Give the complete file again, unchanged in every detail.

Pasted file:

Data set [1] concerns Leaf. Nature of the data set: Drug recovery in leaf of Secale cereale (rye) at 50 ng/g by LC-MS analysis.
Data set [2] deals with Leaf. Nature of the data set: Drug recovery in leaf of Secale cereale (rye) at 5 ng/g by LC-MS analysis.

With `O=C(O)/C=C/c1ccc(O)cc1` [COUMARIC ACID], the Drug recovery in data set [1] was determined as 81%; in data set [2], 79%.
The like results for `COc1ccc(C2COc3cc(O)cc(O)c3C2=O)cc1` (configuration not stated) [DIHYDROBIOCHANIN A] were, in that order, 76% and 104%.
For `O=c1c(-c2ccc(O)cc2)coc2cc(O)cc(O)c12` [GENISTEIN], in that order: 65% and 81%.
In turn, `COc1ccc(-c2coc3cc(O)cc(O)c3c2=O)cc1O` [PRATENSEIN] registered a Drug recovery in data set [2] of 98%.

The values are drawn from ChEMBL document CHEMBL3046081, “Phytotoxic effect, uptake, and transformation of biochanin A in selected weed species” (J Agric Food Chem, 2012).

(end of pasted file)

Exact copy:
Data set [1] concerns Leaf. Nature of the data set: Drug recovery in leaf of Secale cereale (rye) at 50 ng/g by LC-MS analysis.
Data set [2] deals with Leaf. Nature of the data set: Drug recovery in leaf of Secale cereale (rye) at 5 ng/g by LC-MS analysis.

With `O=C(O)/C=C/c1ccc(O)cc1` [COUMARIC ACID], the Drug recovery in data set [1] was determined as 81%; in data set [2], 79%.
The like results for `COc1ccc(C2COc3cc(O)cc(O)c3C2=O)cc1` (configuration not stated) [DIHYDROBIOCHANIN A] were, in that order, 76% and 104%.
For `O=c1c(-c2ccc(O)cc2)coc2cc(O)cc(O)c12` [GENISTEIN], in that order: 65% and 81%.
In turn, `COc1ccc(-c2coc3cc(O)cc(O)c3c2=O)cc1O` [PRATENSEIN] registered a Drug recovery in data set [2] of 98%.

The values are drawn from ChEMBL document CHEMBL3046081, “Phytotoxic effect, uptake, and transformation of biochanin A in selected weed species” (J Agric Food Chem, 2012).